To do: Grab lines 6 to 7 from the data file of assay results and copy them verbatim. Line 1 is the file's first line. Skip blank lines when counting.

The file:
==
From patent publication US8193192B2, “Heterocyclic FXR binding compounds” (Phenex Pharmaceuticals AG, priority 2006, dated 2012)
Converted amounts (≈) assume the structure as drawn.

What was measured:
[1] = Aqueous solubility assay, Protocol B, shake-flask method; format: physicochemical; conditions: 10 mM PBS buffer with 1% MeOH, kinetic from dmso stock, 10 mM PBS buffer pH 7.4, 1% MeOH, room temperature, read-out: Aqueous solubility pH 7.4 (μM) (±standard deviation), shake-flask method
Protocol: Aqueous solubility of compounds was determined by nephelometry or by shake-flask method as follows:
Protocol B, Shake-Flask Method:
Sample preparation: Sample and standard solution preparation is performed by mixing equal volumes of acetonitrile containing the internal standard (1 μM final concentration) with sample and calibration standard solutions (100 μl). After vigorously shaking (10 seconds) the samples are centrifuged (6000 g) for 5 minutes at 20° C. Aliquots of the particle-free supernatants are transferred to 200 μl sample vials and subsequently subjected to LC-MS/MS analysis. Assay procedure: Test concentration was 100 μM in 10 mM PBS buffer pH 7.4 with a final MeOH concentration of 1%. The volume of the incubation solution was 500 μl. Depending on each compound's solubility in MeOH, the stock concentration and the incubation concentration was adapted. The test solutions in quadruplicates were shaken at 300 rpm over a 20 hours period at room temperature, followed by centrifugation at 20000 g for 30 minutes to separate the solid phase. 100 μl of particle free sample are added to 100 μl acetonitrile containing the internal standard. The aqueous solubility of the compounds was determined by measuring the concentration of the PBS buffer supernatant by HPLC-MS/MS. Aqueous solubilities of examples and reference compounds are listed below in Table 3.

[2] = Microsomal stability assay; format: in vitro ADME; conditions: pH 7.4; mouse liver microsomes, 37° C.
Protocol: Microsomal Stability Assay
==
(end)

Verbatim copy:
Protocol B, Shake-Flask Method:
Sample preparation: Sample and standard solution preparation is performed by mixing equal volumes of acetonitrile containing the internal standard (1 μM final concentration) with sample and calibration standard solutions (100 μl). After vigorously shaking (10 seconds) the samples are centrifuged (6000 g) for 5 minutes at 20° C. Aliquots of the particle-free supernatants are transferred to 200 μl sample vials and subsequently subjected to LC-MS/MS analysis. Assay procedure: Test concentration was 100 μM in 10 mM PBS buffer pH 7.4 with a final MeOH concentration of 1%. The volume of the incubation solution was 500 μl. Depending on each compound's solubility in MeOH, the stock concentration and the incubation concentration was adapted. The test solutions in quadruplicates were shaken at 300 rpm over a 20 hours period at room temperature, followed by centrifugation at 20000 g for 30 minutes to separate the solid phase. 100 μl of particle free sample are added to 100 μl acetonitrile containing the internal standard. The aqueous solubility of the compounds was determined by measuring the concentration of the PBS buffer supernatant by HPLC-MS/MS. Aqueous solubilities of examples and reference compounds are listed below in Table 3.